A PSA on change-up to BY31357. It appears that Alex Williamson shifted several men beneath a new clade with SNPs ZS43 and Y32988. These variants aren't clearly read hence the description of bold grey SNPs in his tree:
SNP names which are bold grey indicates that their exact position on the tree is uncertain. This SNP may belong further upstream or all downstream branches may not be positive for it. This is often the case for SNPs found in FGC kits or 1kG kits in regions not covered by BigY tests.
This is likely a results of the continue expansion using higher coverage Big Y 700 test data.
The resulted in DOUGHERTY 38178 and O'DOGHERTY 31706 that were previously sitting basal the long tester box at BY31357, to being shifted to the basal level of this new subclade.
On a different note the addition of KELLY B313284 matching private variants to DOCHERTY 103960 resulted in another new clade beneath BY31357.
High resolution link: https://i.ibb.co/bvrHygd/screencapture-ytree-net-Display-Tree-php-2019-12-10-16-07-59.png
James Hugh Doherty, b. Castlederg, Co. Tyrone. Emmigrated as a child in 1847 with parents Hugh and Sarah. Married Ann Heatherston in Minnesota. Photo probably taken around 1900.
My Dad William Dougherty and me for comparison with Robert Harrington's Dad Carroll Edwin Harrington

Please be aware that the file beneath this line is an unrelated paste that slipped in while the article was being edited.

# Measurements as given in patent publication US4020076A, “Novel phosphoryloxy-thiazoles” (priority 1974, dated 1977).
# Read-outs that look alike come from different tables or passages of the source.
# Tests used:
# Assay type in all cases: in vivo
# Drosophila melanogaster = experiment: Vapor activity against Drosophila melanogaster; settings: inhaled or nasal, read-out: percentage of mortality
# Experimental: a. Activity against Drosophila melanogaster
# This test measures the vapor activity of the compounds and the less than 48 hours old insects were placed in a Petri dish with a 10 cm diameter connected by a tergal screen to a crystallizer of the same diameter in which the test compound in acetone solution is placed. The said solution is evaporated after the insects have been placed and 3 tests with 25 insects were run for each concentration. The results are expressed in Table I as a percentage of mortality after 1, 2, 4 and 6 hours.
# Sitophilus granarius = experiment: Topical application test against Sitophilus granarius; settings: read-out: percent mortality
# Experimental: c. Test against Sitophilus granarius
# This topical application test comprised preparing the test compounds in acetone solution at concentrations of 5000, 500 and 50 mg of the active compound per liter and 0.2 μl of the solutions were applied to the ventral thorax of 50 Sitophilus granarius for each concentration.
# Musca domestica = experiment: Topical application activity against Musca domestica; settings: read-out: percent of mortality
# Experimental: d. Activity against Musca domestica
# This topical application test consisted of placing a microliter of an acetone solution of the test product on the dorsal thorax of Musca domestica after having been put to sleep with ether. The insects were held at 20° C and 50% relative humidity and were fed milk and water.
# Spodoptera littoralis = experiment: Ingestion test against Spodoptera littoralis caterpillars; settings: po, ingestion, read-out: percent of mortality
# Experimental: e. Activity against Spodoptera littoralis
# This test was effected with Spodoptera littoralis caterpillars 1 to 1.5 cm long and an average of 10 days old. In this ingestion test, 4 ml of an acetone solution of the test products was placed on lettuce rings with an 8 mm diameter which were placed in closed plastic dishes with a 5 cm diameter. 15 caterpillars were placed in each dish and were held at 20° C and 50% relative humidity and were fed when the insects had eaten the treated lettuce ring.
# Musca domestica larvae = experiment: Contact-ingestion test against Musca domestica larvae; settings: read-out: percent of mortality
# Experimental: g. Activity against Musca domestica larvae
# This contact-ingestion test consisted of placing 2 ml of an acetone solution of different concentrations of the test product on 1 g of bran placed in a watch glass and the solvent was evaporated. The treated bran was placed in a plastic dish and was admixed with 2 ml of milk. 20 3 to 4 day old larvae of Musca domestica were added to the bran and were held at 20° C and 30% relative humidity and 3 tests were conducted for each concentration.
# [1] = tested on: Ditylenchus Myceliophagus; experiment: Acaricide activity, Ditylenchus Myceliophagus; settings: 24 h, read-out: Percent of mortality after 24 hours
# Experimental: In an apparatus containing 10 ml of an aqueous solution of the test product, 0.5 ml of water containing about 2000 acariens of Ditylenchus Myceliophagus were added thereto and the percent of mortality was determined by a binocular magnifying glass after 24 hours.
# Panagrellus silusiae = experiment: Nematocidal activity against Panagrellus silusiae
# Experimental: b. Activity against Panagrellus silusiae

My Dad, William Dougherty, as a boy
My Father Carroll Edwin Harrington (assumed last name, probable Doherty)
Just passing along
A great blog post written by Maurice Gleeson almost a year ago calling for the term 'NPE' (Non-paternity Event or Not Parent Expected) to be referred to as Surname or DNA Switch, 'SDS'. The blog is great at explaining the possibilities and probabilities of this occurring.
For a Doherty tester born in 1950 there is 31 – 52.5% of a SDS occurring in their patriline across 37 generations to what is believed to be the progenitor common ancestor of 850 – 900 AD. (continue reading for the math involved).
His probability calculations on this occurring is based on several conservative estimates from various studies of 1 – 2% per generation. Note that he calculated this incorrectly with a correction in the comments.
For Ó Dochartaigh if we are to assume that Group 1 testers descend from the progenitor of the first man to earn the title "Dochartaig" then the testers are estimated to converge at around 850-900 AD.
If we have a male Doherty (or variant spelling) tester born around 1950 then, on average assuming 30 years per generation, there would be approximately 1,100 years to this progenitor or ~37 generations.
So, the calculation for a 1% per generation would be:
0.99 ^ 37 = 0.6894
which is stating there is a 68.9% chance this Doherty tester DID NOT HAVE AN SDS on his line, or, in other terms, there is a 31% chance this tester's patriline experienced an SDS.
Same calculation for 2% would be:
0.98 ^ 37 = 0.4735 or 47.4% of no SDS, in other terms 52.6% probability of and SDS occurring across 37 generations.
So, a male tester born in 1950 would have a 31 – 52.5% chance of a Surname or DNA Switch on their patriline across 37 generations or approximately back to 850 AD when Group 1 Dohertys converge on a common ancestor.